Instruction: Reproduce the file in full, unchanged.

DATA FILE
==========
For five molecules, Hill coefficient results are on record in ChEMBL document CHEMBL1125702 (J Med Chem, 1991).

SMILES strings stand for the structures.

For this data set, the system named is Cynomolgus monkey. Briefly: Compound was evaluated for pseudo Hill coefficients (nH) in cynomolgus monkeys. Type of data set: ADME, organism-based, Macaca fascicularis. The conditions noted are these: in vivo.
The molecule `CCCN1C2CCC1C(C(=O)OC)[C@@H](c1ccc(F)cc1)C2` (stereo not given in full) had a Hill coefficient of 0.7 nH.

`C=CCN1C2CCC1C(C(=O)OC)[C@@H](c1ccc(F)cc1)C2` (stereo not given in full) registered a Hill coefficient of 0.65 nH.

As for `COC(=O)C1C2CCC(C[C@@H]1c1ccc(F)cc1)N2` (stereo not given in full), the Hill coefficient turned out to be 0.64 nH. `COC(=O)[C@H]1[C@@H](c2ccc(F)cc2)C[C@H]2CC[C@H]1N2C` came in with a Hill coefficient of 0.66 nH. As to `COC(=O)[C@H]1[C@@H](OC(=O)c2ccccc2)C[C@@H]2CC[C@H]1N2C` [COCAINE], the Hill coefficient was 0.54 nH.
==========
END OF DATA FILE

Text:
For five molecules, Hill coefficient results are on record in ChEMBL document CHEMBL1125702 (J Med Chem, 1991).

SMILES strings stand for the structures.

For this data set, the system named is Cynomolgus monkey. Briefly: Compound was evaluated for pseudo Hill coefficients (nH) in cynomolgus monkeys. Type of data set: ADME, organism-based, Macaca fascicularis. The conditions noted are these: in vivo.
The molecule `CCCN1C2CCC1C(C(=O)OC)[C@@H](c1ccc(F)cc1)C2` (stereo not given in full) had a Hill coefficient of 0.7 nH.

`C=CCN1C2CCC1C(C(=O)OC)[C@@H](c1ccc(F)cc1)C2` (stereo not given in full) registered a Hill coefficient of 0.65 nH.

As for `COC(=O)C1C2CCC(C[C@@H]1c1ccc(F)cc1)N2` (stereo not given in full), the Hill coefficient turned out to be 0.64 nH. `COC(=O)[C@H]1[C@@H](c2ccc(F)cc2)C[C@H]2CC[C@H]1N2C` came in with a Hill coefficient of 0.66 nH. As to `COC(=O)[C@H]1[C@@H](OC(=O)c2ccccc2)C[C@@H]2CC[C@H]1N2C` [COCAINE], the Hill coefficient was 0.54 nH.